The recent global economic crisis has been a game-changer. It has given “happiness economics” and its variants a whole new buzz, shifting it from the margins to the main frame. As journalist and author Thomas L. Friedman pointed out in a column in the New York Times in March 2009, “What if the crisis of 2008 represents something more fundamental than a deep recession? What if it’s telling us that the whole growth model we created over the last 50 years is simply unsustainable economically and ecologically and that 2008 was when we hit the wall — when Mother Nature and the market both said ‘No more’?”
Take just two recent developments that were cited in the Cuneo Forum. Maryland in the United States now has its own “Genuine Progress Indicator” — an innovative online tool that will allow policymakers and citizens to more accurately measure the state’s standard of living. This includes indicators of social and environmental health along with traditional economic calculations and are intended to produce more informed and sustainable policy choices in the years ahead. The second example is the new Constitution of Ecuador (2008) which grants rights to nature.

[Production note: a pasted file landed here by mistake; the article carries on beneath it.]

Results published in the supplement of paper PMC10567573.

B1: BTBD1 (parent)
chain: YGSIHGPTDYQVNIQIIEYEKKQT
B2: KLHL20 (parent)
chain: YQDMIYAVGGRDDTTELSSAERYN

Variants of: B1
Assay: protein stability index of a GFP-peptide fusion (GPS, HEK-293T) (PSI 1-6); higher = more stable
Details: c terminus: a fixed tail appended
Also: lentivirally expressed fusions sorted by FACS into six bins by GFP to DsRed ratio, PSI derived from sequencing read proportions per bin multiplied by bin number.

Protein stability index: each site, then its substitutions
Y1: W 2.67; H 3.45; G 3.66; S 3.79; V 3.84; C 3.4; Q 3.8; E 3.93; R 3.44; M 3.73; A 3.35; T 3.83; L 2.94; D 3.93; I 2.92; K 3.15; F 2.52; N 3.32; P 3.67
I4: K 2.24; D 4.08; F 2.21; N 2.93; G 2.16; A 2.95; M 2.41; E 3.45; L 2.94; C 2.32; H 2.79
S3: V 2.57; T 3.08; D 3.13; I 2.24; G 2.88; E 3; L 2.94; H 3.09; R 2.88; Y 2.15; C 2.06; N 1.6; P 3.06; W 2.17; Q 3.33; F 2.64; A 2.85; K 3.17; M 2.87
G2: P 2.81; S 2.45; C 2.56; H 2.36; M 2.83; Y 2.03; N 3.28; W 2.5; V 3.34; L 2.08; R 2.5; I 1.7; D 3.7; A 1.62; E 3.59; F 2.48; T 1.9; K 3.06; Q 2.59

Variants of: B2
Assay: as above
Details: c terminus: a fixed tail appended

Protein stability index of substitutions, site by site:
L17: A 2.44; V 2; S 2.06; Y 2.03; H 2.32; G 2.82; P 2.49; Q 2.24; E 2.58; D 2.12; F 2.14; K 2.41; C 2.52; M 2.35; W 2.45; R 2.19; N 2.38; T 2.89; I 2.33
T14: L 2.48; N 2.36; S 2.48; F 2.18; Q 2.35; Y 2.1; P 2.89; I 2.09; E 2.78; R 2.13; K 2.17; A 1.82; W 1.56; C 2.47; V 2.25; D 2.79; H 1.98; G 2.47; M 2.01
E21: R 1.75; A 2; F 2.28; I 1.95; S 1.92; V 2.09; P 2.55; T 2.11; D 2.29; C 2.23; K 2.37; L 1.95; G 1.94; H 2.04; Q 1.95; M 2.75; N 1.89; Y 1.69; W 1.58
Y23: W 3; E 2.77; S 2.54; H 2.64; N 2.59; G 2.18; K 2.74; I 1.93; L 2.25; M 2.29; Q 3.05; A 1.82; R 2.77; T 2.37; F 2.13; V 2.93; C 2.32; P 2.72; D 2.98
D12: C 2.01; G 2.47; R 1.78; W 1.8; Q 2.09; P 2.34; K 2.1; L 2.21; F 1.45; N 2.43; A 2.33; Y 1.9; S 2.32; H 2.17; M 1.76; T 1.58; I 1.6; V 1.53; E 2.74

Critics of happiness economics dismiss it as too subjective. Perhaps it is. Certainly, it needs fine-tuning. But you don’t have to be a rocket scientist to figure that something has got to change when there is more money for ice cream and pet food in the rich world than for clean water and elimination of hunger… “The bottomline is that growth in material consumption (GDP) is not sustainable and it does not necessarily bring happiness”, pointed out Robert Costanza, one of America’s best-known ecological economists and a speaker at the Cuneo Forum.
The answer to whether we need more growth or less growth depends on where the question is pitched. In a country like India, where millions still go to sleep on empty stomachs, talk of a total “degrowth” will have little appeal. But the message of environmental justice sounded by Spanish economist Joan Martinez Alier remains relevant.
How can India emerge a winner in the happy country stakes? Perhaps I am biased after all the good times in Cuneo. But, I think, we need to stir the cocktail — do not stop economic growth, but explore the idea of “bounded progress”, to borrow a term used by Worldwatch Institute’s Gary Gardner; lace it with the ingredients that make for Costa Rican contentment and Bhutanese bliss. It is a simple idea with ancient, eastern roots — Buddhism, Confucianism and Hinduism all advocate the middle path.